Exhibition of the week John Piper
Tate Liverpool, Albert Dock, Liverpool (0151-702 7400, www.tate.org.uk). Until 18 March
John Piper (1903-1992) was “the most reassuringly English of 20th century artists”, said Mark Hudson in The Daily Telegraph. He was a “gentleman modernist”, a “passionate antiquarian” whose romantic depictions of provincial towns and the countryside presented England as a country still rooted in ancient traditions. As a result, Piper is rarely spoken of in the same breath as his modernist peers, and has acquired something of a “fogeyish” reputation – a standing that this “enjoyable” new show at Tate Liverpool sets out to correct. The exhibition showcases an “altogether edgier” side to Piper’s career, presenting him as an experimental artist in tune with the international avant-garde of the day; his paintings, drawings and photographs are juxtaposed with work by luminaries including Picasso and Alexander Calder. Although not completely convincing, this is a “thought-provoking introduction” to a “brilliantly talented” artist.
There is much to like about Piper, said Jonathan Jones in The Guardian. He had a “sincere” love for British architecture, which became particularly apparent when he was commissioned to paint the ruins of Blitz-damaged cities in the 1940s. He painted medieval churches struck by bombs as they “smouldered”: his vision of Christ Church, Newgate Street, in London is all “brooding broken pillars”, while Saint Mary le Port, Bristol, is a “gutted shell” still glowing with “red embers”. Yet while he was “perhaps Britain’s best war artist of the 1940s”, the notion that he was on a level with the greats of European modernism is simply absurd. True, he experimented with avant-garde techniques as a young man, but his efforts were “tepid” at best. In one room, a handful of his “flaccid” early collages hang next to an earlier and altogether more radical Picasso composition. The effect is “like a tea room orchestra in 1930s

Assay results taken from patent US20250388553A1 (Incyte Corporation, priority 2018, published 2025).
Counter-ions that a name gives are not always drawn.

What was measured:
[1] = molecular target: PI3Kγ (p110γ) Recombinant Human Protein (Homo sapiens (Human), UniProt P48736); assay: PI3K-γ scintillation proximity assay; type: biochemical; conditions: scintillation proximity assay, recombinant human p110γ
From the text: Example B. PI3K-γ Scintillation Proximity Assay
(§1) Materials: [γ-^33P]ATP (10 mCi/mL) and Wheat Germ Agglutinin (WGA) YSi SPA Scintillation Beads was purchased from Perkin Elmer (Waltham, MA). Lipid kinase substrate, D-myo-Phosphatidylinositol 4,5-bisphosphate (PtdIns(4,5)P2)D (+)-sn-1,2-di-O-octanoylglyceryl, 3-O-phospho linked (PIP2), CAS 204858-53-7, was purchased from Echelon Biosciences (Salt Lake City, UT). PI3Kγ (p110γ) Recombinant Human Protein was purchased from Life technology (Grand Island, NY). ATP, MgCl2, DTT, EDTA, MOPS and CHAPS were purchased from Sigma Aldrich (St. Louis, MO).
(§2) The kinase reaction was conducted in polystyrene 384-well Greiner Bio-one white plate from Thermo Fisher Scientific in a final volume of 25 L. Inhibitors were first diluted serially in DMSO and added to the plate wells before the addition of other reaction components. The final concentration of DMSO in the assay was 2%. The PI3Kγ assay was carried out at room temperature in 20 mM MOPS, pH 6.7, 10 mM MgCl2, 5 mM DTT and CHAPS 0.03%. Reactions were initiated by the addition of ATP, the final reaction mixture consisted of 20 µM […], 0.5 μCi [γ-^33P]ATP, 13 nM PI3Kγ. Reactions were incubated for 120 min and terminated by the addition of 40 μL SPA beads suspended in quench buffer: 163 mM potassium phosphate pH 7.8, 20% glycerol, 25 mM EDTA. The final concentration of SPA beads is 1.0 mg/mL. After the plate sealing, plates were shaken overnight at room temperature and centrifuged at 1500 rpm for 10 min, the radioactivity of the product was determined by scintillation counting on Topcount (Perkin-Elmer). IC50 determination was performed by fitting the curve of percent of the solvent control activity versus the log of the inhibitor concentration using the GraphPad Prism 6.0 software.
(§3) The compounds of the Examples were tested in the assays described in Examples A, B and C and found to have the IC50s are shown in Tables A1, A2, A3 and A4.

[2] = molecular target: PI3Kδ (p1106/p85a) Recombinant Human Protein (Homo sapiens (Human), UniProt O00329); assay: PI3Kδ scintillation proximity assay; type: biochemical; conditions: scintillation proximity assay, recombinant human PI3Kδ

Harbour Scene, Newhaven (1936-1937): avant-garde modernism?